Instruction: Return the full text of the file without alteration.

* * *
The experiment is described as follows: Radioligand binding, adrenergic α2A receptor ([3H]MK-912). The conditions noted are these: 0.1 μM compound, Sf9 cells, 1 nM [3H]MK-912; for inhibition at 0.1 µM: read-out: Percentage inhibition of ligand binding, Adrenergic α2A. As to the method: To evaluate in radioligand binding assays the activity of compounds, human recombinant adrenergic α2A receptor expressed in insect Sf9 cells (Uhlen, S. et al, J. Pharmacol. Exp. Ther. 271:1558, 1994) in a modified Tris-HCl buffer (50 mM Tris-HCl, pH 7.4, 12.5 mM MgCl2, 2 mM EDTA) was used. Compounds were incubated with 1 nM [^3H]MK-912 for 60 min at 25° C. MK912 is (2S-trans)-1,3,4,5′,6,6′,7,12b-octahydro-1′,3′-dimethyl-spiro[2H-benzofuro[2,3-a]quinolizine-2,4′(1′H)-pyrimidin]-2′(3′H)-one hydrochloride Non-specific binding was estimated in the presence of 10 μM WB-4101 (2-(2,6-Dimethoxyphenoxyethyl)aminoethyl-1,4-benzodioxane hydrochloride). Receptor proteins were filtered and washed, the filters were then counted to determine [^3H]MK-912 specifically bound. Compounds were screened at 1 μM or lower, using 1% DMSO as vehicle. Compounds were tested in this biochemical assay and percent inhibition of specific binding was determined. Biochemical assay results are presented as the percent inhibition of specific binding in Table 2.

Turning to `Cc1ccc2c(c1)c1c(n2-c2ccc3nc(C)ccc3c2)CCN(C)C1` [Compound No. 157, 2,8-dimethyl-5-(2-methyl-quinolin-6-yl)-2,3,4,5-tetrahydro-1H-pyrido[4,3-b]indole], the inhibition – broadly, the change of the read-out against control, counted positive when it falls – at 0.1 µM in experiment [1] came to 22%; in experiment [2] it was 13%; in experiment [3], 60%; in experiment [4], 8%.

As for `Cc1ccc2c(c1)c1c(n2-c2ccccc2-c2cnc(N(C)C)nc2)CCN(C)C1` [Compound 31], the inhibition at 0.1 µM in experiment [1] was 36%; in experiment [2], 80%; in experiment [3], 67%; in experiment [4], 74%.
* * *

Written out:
The experiment is described as follows: Radioligand binding, adrenergic α2A receptor ([3H]MK-912). The conditions noted are these: 0.1 μM compound, Sf9 cells, 1 nM [3H]MK-912; for inhibition at 0.1 µM: read-out: Percentage inhibition of ligand binding, Adrenergic α2A. As to the method: To evaluate in radioligand binding assays the activity of compounds, human recombinant adrenergic α2A receptor expressed in insect Sf9 cells (Uhlen, S. et al, J. Pharmacol. Exp. Ther. 271:1558, 1994) in a modified Tris-HCl buffer (50 mM Tris-HCl, pH 7.4, 12.5 mM MgCl2, 2 mM EDTA) was used. Compounds were incubated with 1 nM [^3H]MK-912 for 60 min at 25° C. MK912 is (2S-trans)-1,3,4,5′,6,6′,7,12b-octahydro-1′,3′-dimethyl-spiro[2H-benzofuro[2,3-a]quinolizine-2,4′(1′H)-pyrimidin]-2′(3′H)-one hydrochloride Non-specific binding was estimated in the presence of 10 μM WB-4101 (2-(2,6-Dimethoxyphenoxyethyl)aminoethyl-1,4-benzodioxane hydrochloride). Receptor proteins were filtered and washed, the filters were then counted to determine [^3H]MK-912 specifically bound. Compounds were screened at 1 μM or lower, using 1% DMSO as vehicle. Compounds were tested in this biochemical assay and percent inhibition of specific binding was determined. Biochemical assay results are presented as the percent inhibition of specific binding in Table 2.

Turning to `Cc1ccc2c(c1)c1c(n2-c2ccc3nc(C)ccc3c2)CCN(C)C1` [Compound No. 157, 2,8-dimethyl-5-(2-methyl-quinolin-6-yl)-2,3,4,5-tetrahydro-1H-pyrido[4,3-b]indole], the inhibition – broadly, the change of the read-out against control, counted positive when it falls – at 0.1 µM in experiment [1] came to 22%; in experiment [2] it was 13%; in experiment [3], 60%; in experiment [4], 8%.

As for `Cc1ccc2c(c1)c1c(n2-c2ccccc2-c2cnc(N(C)C)nc2)CCN(C)C1` [Compound 31], the inhibition at 0.1 µM in experiment [1] was 36%; in experiment [2], 80%; in experiment [3], 67%; in experiment [4], 74%.